Safety and Technical Training Conference One of the most critical areas of focus for every utility is safety. Safety concerns impact every area of the business. This twoand-a-half-day conference will include broad safety and technical training initiatives and programs, and take that focus throughout the organization to include discussions about personal efforts to stay safe. In 2017, the event will take place April 19-20 at the Denver Marriott South at Park Meadows in Lone Tree, CO. CORE EVENT

Safety Roundtables — February, April, August and November Safety Roundtables are an opportunity to discuss corporate safety issues in the electric utility industry, issues for operations and craft safety, and other electric energy safety issues. Each participant can pose questions and share information. All attendees are encouraged to bring issues for discussion and materials for sharing. 2017 Safety Roundtables will take place February 24 at TriState Generation & Transmission Association in Westminster, CO; April 20 at the Denver Marriott South in Park Meadows in Lone Tree, CO; August 25, 2017 at Western Area Power Administration in Golden, CO; and November 3 at Platte River Power Authority in Fort Collins, CO.



The Generation Section is a community of industry professionals dedicated to sharing, networking and solutions of all issues related to energy production and supply in the utility industry, including planning and development. Topics covered include renewable generation. CORE EVENT

Power Supply Planning and Projects Conference and Roundtable This conference addresses subjects related to fuel mix, fuel costs, fuel availability, renewables, fossil fuels, resource planning, plant siting, facility development, technologies and demand-side management along with regulatory and policy issues. The 2017 event is slated for March 1-2 in Lone Tree, CO. CORE EVENT

Plant Management Conference and Roundtable Topics at this event cover construction, operations, maintenance, emissions, water quality, plant personnel, fuels, planning, security, safety and technologies. Regulatory and policy issues, strategies and procedures that plant personnel can use to optimize operations and performance will also be covered. Attendees will learn about best practices to improve efficiencies, reduce costs and extend the life of their existing plants. The 2017 event will take place July 26-27.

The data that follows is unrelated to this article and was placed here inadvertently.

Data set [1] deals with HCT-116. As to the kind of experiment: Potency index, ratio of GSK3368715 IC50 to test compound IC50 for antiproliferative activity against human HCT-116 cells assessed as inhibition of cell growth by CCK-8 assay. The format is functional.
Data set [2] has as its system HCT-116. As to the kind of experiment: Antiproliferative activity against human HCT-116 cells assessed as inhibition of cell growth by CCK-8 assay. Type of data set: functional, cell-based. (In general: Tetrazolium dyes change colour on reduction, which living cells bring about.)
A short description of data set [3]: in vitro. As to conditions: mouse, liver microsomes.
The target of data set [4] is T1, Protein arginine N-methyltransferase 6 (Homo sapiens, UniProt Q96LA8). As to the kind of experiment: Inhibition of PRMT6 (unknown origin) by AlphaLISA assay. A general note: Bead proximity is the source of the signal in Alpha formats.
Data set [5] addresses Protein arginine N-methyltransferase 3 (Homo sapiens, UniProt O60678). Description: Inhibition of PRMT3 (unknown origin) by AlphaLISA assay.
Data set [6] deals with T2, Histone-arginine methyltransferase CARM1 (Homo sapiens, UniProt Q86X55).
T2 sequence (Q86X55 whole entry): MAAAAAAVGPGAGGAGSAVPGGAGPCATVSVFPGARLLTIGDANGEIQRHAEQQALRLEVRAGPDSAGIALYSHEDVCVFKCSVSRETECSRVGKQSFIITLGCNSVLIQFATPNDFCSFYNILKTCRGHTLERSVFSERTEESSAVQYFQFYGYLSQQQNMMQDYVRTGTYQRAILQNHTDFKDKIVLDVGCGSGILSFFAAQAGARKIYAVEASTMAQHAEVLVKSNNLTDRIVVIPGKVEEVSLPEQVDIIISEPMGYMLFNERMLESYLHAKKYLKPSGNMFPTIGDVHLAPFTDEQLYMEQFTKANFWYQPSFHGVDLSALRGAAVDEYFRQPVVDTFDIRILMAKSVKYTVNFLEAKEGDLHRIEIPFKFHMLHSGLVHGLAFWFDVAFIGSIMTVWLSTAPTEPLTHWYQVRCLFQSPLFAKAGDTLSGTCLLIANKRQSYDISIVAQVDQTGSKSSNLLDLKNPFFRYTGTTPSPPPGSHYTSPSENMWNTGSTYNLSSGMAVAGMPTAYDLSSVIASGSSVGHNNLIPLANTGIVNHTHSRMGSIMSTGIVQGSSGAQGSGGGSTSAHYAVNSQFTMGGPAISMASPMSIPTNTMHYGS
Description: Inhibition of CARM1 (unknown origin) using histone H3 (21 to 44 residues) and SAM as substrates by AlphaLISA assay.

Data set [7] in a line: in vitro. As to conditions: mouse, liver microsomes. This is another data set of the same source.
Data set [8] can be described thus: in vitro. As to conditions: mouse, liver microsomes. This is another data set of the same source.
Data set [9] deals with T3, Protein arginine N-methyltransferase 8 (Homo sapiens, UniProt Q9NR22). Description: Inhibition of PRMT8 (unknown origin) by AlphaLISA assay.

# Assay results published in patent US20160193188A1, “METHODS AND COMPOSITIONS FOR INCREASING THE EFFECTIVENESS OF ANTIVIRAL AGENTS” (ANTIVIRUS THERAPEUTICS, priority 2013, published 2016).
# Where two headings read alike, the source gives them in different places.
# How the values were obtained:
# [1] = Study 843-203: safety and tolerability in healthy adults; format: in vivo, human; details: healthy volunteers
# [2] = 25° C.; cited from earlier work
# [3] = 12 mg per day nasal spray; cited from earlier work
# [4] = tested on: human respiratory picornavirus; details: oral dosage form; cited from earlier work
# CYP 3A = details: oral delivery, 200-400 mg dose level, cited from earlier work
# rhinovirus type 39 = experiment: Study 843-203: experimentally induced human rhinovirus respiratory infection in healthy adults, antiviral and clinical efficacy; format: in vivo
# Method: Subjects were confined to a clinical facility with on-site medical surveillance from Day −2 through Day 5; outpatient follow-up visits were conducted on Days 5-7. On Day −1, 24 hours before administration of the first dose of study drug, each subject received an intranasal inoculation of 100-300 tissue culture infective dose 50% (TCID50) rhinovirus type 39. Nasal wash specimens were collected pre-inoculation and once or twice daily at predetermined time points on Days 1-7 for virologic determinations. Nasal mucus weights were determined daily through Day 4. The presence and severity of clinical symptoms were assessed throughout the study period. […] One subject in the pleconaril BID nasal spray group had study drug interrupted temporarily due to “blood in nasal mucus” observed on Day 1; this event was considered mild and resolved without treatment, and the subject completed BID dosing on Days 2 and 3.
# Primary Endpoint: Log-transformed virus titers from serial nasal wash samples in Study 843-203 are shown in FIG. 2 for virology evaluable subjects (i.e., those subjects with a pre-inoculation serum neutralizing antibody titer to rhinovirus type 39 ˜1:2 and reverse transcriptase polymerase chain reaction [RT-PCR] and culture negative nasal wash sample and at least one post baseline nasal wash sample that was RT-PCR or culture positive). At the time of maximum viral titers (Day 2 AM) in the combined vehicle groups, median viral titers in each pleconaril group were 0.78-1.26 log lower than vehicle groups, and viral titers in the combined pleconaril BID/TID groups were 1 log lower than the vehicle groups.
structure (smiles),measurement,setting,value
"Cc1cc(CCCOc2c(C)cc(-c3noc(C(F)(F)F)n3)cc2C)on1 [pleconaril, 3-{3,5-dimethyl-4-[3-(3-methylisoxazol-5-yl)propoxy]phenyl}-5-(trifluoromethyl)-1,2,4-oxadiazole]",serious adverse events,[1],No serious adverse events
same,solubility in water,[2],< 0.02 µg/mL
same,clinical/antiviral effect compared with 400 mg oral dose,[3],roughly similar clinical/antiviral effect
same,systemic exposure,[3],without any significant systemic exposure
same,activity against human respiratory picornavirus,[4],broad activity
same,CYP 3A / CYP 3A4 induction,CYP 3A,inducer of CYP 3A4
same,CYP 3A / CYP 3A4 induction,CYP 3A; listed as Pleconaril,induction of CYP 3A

The Transmission Section is a community of industry professionals dedicated to sharing, networking and solutions of all issues related to planning, engineering, operating and maintaining transmission facilities in the utility industry, including substations. 2017 ELECTIVE

Physical and Cyber Security Conference The Physical and Cyber Security Conference is set for January 25-26 in San Antonio, TX. Presentations will include a national level keynote address, substation recommended practices, ranking of substation criticality, CIP14, control house access, what vendors are doing to assist utilities and security officers in control rooms.

W W W. R M EL .O R G





Transmission Planning and Operations Conference

Transmission Project Management Conference

This conference addresses subjects related to planning, permitting, design, construction, technologies, renewable integration and substations. It will also cover regulatory and policy issues. In 2017, this event will take place March 8-9 at the Denver Marriott South at Park Meadows in Lone Tree, CO.

The Transmission Project Management Conference will take place August 2-3, 2017, at Western Area Power Administration’s Electric Power Training Center in Golden, CO.


Transmission Operations and Maintenance Conference The Transmission Operations and Maintenance Conference will take place June 22nd in Lone Tree, CO. This conference addresses subjects related to transmission operations and maintenance, such as TOB impacts on arc flash, NERC, retention and training, vegetation management, new technologies and asset management.